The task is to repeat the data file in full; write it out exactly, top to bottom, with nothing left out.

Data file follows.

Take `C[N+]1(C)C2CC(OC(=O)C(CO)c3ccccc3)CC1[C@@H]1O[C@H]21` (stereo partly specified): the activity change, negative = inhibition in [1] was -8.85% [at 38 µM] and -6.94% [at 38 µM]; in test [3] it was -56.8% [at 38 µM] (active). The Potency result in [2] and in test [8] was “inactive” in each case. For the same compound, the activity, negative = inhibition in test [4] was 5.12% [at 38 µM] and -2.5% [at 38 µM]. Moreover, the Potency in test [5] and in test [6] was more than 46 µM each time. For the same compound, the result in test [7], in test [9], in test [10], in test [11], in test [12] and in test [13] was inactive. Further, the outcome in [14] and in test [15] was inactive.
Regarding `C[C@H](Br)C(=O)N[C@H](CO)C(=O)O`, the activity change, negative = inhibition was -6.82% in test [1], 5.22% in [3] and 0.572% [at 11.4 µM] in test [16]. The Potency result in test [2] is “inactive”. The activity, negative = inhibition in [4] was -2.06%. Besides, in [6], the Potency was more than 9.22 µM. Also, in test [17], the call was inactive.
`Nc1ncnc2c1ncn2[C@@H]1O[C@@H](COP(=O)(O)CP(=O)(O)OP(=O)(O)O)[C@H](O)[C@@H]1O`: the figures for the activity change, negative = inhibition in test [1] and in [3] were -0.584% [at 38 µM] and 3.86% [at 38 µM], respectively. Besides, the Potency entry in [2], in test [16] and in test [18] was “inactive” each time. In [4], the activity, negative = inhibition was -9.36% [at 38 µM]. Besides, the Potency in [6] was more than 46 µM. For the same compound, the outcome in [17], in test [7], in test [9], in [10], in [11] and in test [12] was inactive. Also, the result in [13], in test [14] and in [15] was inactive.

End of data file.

Take `C[N+]1(C)C2CC(OC(=O)C(CO)c3ccccc3)CC1[C@@H]1O[C@H]21` (stereo partly specified): the activity change, negative = inhibition in [1] was -8.85% [at 38 µM] and -6.94% [at 38 µM]; in test [3] it was -56.8% [at 38 µM] (active). The Potency result in [2] and in test [8] was “inactive” in each case. For the same compound, the activity, negative = inhibition in test [4] was 5.12% [at 38 µM] and -2.5% [at 38 µM]. Moreover, the Potency in test [5] and in test [6] was more than 46 µM each time. For the same compound, the result in test [7], in test [9], in test [10], in test [11], in test [12] and in test [13] was inactive. Further, the outcome in [14] and in test [15] was inactive.
Regarding `C[C@H](Br)C(=O)N[C@H](CO)C(=O)O`, the activity change, negative = inhibition was -6.82% in test [1], 5.22% in [3] and 0.572% [at 11.4 µM] in test [16]. The Potency result in test [2] is “inactive”. The activity, negative = inhibition in [4] was -2.06%. Besides, in [6], the Potency was more than 9.22 µM. Also, in test [17], the call was inactive.
`Nc1ncnc2c1ncn2[C@@H]1O[C@@H](COP(=O)(O)CP(=O)(O)OP(=O)(O)O)[C@H](O)[C@@H]1O`: the figures for the activity change, negative = inhibition in test [1] and in [3] were -0.584% [at 38 µM] and 3.86% [at 38 µM], respectively. Besides, the Potency entry in [2], in test [16] and in test [18] was “inactive” each time. In [4], the activity, negative = inhibition was -9.36% [at 38 µM]. Besides, the Potency in [6] was more than 46 µM. For the same compound, the outcome in [17], in test [7], in test [9], in [10], in [11] and in test [12] was inactive. Also, the result in [13], in test [14] and in [15] was inactive.